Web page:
There is also the matter that, according to the plaintiffs, she was paid (indirectly through her husband's estate) and contractually bound to keep her mouth shut.
Contracts don't work indirectly like that. Either you agree to the terms directly or you don't. As all legal organizations including the SCOTUS recognized, a valid contract requires free consent.
Either she was a party to the contract with it's nondisparagement clause, and agreed to keep her mouth shut about all production details, or she was not part of the contract and the company is in the wrong. Her statement was that the show made during her husband's life and with her husband's contract was done "without my knowledge or cooperation," which is quite likely since her then-living husband likely took care of his own business deals.
Some portions of a contract may survive a death and transfer to estates. Others automatically dissolve completely (such as partnership agreements between two people) or require affirmation that the new parties accept the new terms of a new, successor agreement. Binding nondisparagement terms do not transfer to other people.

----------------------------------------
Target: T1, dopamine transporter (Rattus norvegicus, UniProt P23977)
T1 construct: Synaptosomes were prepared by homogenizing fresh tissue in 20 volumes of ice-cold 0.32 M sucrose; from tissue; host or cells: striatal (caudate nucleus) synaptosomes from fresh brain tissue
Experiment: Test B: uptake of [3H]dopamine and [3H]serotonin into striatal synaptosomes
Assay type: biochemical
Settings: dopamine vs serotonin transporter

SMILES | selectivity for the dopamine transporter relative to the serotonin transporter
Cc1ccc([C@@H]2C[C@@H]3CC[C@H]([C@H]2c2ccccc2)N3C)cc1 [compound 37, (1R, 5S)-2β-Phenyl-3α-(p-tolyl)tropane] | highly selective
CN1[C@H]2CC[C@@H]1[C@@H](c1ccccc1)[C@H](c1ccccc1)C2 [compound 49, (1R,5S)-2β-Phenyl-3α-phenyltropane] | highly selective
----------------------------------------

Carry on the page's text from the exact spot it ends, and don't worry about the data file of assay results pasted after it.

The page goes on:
On its face it looks like the company made an agreement with a now deceased individual. The question is one of contract law. If she signed the contract then she was bound and shouldn't have said anything. But if she didn't sign the agreements, she should be adding a counter-claim.
Can they produce such a contract? Do they have a nondisparagement agreement that SHE signed? That's the key to the entire dispute.